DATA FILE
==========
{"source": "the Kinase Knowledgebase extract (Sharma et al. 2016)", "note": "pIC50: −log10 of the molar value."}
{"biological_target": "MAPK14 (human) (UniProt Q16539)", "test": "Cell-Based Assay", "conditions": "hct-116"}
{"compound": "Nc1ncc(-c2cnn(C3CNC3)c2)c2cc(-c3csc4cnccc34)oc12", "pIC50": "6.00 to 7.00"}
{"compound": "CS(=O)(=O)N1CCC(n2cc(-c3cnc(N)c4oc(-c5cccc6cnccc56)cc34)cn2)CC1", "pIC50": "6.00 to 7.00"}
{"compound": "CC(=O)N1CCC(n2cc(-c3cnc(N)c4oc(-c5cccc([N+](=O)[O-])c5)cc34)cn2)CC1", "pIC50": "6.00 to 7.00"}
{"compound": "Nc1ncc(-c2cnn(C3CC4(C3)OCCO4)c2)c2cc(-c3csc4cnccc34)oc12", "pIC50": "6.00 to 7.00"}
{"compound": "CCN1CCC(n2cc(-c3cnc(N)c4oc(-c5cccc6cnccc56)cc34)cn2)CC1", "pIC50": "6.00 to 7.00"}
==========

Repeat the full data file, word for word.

{"source": "the Kinase Knowledgebase extract (Sharma et al. 2016)", "note": "pIC50: −log10 of the molar value."}
{"biological_target": "MAPK14 (human) (UniProt Q16539)", "test": "Cell-Based Assay", "conditions": "hct-116"}
{"compound": "Nc1ncc(-c2cnn(C3CNC3)c2)c2cc(-c3csc4cnccc34)oc12", "pIC50": "6.00 to 7.00"}
{"compound": "CS(=O)(=O)N1CCC(n2cc(-c3cnc(N)c4oc(-c5cccc6cnccc56)cc34)cn2)CC1", "pIC50": "6.00 to 7.00"}
{"compound": "CC(=O)N1CCC(n2cc(-c3cnc(N)c4oc(-c5cccc([N+](=O)[O-])c5)cc34)cn2)CC1", "pIC50": "6.00 to 7.00"}
{"compound": "Nc1ncc(-c2cnn(C3CC4(C3)OCCO4)c2)c2cc(-c3csc4cnccc34)oc12", "pIC50": "6.00 to 7.00"}
{"compound": "CCN1CCC(n2cc(-c3cnc(N)c4oc(-c5cccc6cnccc56)cc34)cn2)CC1", "pIC50": "6.00 to 7.00"}